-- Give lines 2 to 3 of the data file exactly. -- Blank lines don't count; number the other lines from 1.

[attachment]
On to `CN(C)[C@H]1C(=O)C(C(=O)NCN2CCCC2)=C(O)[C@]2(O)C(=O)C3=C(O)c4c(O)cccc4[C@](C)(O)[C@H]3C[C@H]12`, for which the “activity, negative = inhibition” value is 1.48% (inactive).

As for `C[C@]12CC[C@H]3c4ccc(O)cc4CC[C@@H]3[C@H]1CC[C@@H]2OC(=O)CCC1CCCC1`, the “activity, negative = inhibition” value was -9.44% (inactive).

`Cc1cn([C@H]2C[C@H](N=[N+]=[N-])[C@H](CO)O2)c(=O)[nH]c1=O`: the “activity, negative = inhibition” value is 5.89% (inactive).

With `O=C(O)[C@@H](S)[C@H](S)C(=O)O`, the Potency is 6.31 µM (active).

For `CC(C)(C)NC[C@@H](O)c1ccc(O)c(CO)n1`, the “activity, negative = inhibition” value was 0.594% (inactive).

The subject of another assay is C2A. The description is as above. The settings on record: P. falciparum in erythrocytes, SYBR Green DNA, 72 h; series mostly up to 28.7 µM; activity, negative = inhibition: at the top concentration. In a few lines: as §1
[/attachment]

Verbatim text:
As for `C[C@]12CC[C@H]3c4ccc(O)cc4CC[C@@H]3[C@H]1CC[C@@H]2OC(=O)CCC1CCCC1`, the “activity, negative = inhibition” value was -9.44% (inactive).

`Cc1cn([C@H]2C[C@H](N=[N+]=[N-])[C@H](CO)O2)c(=O)[nH]c1=O`: the “activity, negative = inhibition” value is 5.89% (inactive).